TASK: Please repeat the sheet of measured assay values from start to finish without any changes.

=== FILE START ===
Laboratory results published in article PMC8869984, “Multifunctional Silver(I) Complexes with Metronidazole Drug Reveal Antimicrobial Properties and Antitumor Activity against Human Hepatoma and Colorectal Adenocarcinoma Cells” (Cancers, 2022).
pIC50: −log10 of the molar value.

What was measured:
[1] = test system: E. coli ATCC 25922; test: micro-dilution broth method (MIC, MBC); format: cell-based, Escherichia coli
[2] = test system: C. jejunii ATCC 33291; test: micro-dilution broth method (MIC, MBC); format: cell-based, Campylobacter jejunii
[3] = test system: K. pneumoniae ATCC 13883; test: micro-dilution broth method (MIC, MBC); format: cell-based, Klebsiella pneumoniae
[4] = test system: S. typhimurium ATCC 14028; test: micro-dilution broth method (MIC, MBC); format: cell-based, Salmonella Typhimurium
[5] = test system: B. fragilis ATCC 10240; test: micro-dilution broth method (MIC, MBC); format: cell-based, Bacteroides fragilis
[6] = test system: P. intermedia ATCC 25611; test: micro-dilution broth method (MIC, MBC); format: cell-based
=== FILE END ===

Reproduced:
Laboratory results published in article PMC8869984, “Multifunctional Silver(I) Complexes with Metronidazole Drug Reveal Antimicrobial Properties and Antitumor Activity against Human Hepatoma and Colorectal Adenocarcinoma Cells” (Cancers, 2022).
pIC50: −log10 of the molar value.

What was measured:
[1] = test system: E. coli ATCC 25922; test: micro-dilution broth method (MIC, MBC); format: cell-based, Escherichia coli
[2] = test system: C. jejunii ATCC 33291; test: micro-dilution broth method (MIC, MBC); format: cell-based, Campylobacter jejunii
[3] = test system: K. pneumoniae ATCC 13883; test: micro-dilution broth method (MIC, MBC); format: cell-based, Klebsiella pneumoniae
[4] = test system: S. typhimurium ATCC 14028; test: micro-dilution broth method (MIC, MBC); format: cell-based, Salmonella Typhimurium
[5] = test system: B. fragilis ATCC 10240; test: micro-dilution broth method (MIC, MBC); format: cell-based, Bacteroides fragilis
[6] = test system: P. intermedia ATCC 25611; test: micro-dilution broth method (MIC, MBC); format: cell-based